Cheesy Baked Farro For The Snowquester

Last night, Ken eagerly performed all his usual snow rituals:  flushing ice down the toilet, wearing his pajamas inside out.  Yet, by bedtime, there was still no snow nor any emails from the school system.

However, Kurt and I were awakened by Ken’s entering our room before the alarm rang, announcing that there was “snow” and that school was cancelled.  He even took a picture with my iPhone of the TV announcement and our backyard as incontrovertible proof.  Within a few minutes he yelled up to us from the foyer to let us know that he was “suited up and going to check it out.”  Lovely.  We hadn’t even had our first cup of coffee!

The good thing about snow days is that Ken is outside…a lot.  Not hunkered over his iPad or PS3.  So I like snow for Ken and today was even better because he went sledding with his buddy Ray, whose mom Penny is one of my mommy dinner members.  That left the house quiet enough for Kurt to work!

As the snowfall kicked into high gear, I decided to do what I like to do most– bake.  I pumped out two loaves of sandwich bread, a pan of s’mores bars and for dinner, a very hearty Giada dish– baked farro.  This casserole is basically a spinoff of macaroni and cheese; however, the noodles have been replaced with farro– a grain that hearkens to Roman antiquity.  Farro resembles barley in texture when cooked– slightly nutty and chewy.

The sauce is a basic bechamel:  flour/butter roux with milk.  The cheese in the bechamel is mostly Parmesan; Giada adds gruyere and fontina to the parmesan, but I tend to substitute other cheeses, depending on what I have in my fridge.  Tonight I had fontina, cheddar and smoked mozzarella; I used mostly fontina and a little smoked mozzarella.

You can find the original recipe here; I don’t follow her recipe exactly, so my ingredients and my pictures will differ.  I omit the bread crumb topping as Ken (the one who “can live on baguette alone”), hates bread crumbs.  (Kurt just shakes his head).  Unfortunately, the snowquester buried my thyme, so I left that out, too.  I figured the smoked mozzarella had enough flavor to compensate!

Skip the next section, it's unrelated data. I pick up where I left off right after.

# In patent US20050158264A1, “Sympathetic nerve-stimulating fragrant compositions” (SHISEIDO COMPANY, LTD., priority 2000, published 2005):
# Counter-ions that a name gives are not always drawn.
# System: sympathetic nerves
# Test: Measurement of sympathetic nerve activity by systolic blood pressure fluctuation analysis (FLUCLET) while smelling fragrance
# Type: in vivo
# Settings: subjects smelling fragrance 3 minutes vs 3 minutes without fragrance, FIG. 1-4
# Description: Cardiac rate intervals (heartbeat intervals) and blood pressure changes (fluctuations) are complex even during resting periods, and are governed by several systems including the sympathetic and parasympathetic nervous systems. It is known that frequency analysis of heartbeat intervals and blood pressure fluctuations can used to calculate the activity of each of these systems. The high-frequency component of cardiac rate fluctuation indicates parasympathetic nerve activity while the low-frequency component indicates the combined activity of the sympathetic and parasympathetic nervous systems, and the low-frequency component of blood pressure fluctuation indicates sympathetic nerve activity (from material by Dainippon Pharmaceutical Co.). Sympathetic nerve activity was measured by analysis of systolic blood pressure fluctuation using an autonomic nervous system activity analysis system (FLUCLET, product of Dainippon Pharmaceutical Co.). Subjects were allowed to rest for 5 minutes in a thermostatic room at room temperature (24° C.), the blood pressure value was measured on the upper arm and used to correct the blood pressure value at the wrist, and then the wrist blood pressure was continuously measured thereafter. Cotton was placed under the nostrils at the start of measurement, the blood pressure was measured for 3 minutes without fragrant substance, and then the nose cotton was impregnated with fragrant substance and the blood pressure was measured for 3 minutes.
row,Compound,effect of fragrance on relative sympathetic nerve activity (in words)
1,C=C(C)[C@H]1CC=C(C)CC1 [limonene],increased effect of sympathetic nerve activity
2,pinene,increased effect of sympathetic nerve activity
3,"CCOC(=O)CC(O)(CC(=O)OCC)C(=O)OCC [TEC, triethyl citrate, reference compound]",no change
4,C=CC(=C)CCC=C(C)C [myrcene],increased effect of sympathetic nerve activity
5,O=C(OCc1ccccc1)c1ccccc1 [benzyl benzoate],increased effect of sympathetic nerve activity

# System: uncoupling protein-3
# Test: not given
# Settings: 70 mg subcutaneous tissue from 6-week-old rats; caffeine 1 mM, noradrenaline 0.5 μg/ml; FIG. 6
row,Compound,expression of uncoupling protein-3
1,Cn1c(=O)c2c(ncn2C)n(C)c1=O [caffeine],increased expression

Cheesy Baked Farro (adapted from Giada)

  • 2 c farro, rinsed and drained
  • 6 cups chicken broth/stock
  • 1/2 stick (4 TB) unsalted butter
  • 1/4 c AP flour
  • 2 c milk, warmed
  • 2 1/2 c grated Parmesan
  • 1 c grated fontina
  • 1/2 c grated smoked mozzarella
  • salt and pepper to taste
Lots of cheese!

Lots of cheese!

Preheat the oven to 400 degrees.  Spray a large casserole with cooking spray and set aside.  Rinse and drain farro.

As with dried beans, check for bits of grit, stone, etc.

As with dried beans, check for bits of grit, stone, etc.

Heat the chicken broth in a large pot over medium-high heat.  When the broth is boiling, add the farro and reduce heat to maintain a gentle simmer.  Cook the farro uncovered for 25 minutes, stirring occasionally.

The chicken broth will be almost fully absorbed by the farro!

The chicken broth will be almost fully absorbed by the farro!